(Need a .vimrc to get you started on your way to customization glory? Use mine!)
viis the legacy, POSIX-standard program,
vimis the new, not always compatible program
:qis short for
Access Vim’s built-in help system by typing
<i>in Normal mode (or
exmode: line-oriented mode. Run screaming.
<i>to enter Insert mode
When done typing, hit
<Esc> to go back to Normal mode, then
doc.txt to save the file. (Shortcut:
<i> to add more text, then hit
<Esc>:w to write the
current file to disk.
Congratulations, you’ve used Vim to write a document!
Sure, you can use arrow keys, PageUp, PageDown, etc. with Vim.
nvi), it may not understand arrow keys
<h>moves the cursor one character left (think:
his the left-most character)
<l>moves the cursor one character right (think:
lis the right-most character)
<j>moves the cursor one character down (think:
jhangs below the line)
<k>moves the cursor one character up (think:
kascends above the line)
<C-u>to page down/up
<C-u>instead of arrow and page keys if they work?
<w>moves one word forwards
<b>moves one word backwards
<^>moves to the first non-whitespace character at the beginning of a line
<0>moves to the beginning of a line, too (think: column zero)
<$>moves to the end of a line (think: regular expressions)
<G>moves to the last line of a document (think: Goto. No, it doesn’t make sense in this context. More later.)
<gg>moves to the first line of a document
:[line]<CR>moves the cursor to the line number specified. For instance,
:16<CR>would move the cursor to line 16 of the current buffer.
<e>moves one word forwards, and places the cursor at the end of the word
<2w>moves two words forwards
<4j>moves four lines down
<12G>goto the twelfth line from the top of the document (I told you to wait for it.)
<3h>moves three characters backwards
zcommand can be useful to move the viewport around (in Normal mode)
<z<CR>>moves the current line to the top of the screen
<z.>moves the current line to the middle of the screen
<z->moves the current line to the bottom of the screen
<i>enters Insert mode and lets you start typing exactly where the cursor is located
<I>will place the cursor at the first non-space character on a line, then put you in Insert mode.
<a>will let you append text. It places the cursor one character to the right, then places you in Insert mode.
<A>appends text to the end of a line.
<o>opens a new text line below the current line.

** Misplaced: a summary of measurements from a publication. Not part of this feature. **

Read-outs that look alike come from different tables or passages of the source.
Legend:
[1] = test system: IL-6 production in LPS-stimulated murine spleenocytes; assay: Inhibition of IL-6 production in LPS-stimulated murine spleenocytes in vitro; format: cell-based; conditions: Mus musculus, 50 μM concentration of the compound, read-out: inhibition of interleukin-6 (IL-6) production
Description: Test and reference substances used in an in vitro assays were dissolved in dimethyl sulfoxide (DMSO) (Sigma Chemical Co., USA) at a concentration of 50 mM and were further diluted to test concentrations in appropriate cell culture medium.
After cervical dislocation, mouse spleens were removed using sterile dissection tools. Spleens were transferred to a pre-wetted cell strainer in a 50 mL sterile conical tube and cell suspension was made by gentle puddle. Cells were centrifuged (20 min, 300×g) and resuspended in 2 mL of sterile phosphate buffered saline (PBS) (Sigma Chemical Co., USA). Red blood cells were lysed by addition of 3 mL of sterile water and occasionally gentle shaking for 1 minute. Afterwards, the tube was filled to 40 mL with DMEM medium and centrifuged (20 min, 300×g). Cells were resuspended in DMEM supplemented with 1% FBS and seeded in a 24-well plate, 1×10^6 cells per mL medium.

<O>opens a new text line above the current line.
<h>to move backwards until your cursor is resting on the extra “d”
<x>to delete the character under the cursor
<BS>(Backspace) to delete it
<Esc>to go back to Normal mode
<b>to moves backwards by words until your cursor is at the beginning of the second “brown”
<dw>to delete the word at the cursor.
din the previous example). Other modifiers include:
<c>changes the following [character/word/etc.] by deleting it, then putting Vim into Insert mode so you can start typing
<dd>to delete a line.
The above is an example of a forwards search. To perform a
backwards search, use
nwhen doing a backwards search will find the next occurrence earlier in the document.
To find the previous occurrence of the same pattern, use
To find the next occurrence of the word underneath the cursor, in
Normal mode hit
Similarly, to find the previous occurrence of the word underneath the
<Esc>to get there from Insert mode) for all of these.
:s/cat/dog/g. (Note the absence of the percentage sign!)
:s/cat/dog/. (Note the absence of the
gat the end!)
<n>to search for the next occurrence of cat, and then use
<&>to replace it with dog.
<v>(this enters Visual mode)
<y>to yank the text into Vim’s clipboard.
<p>to paste it. Note: the yanked text will be placed after the cursor. Use
<P>to paste yanked text before the cursor.
<Y>commands do not work in regular
:set numberin Normal mode. Turn them off again by typing
:help command. For example:
:help w(to get help on the movement command)
:help :w(to get help on the
:help vimtutor(a very useful built-in tutorial!)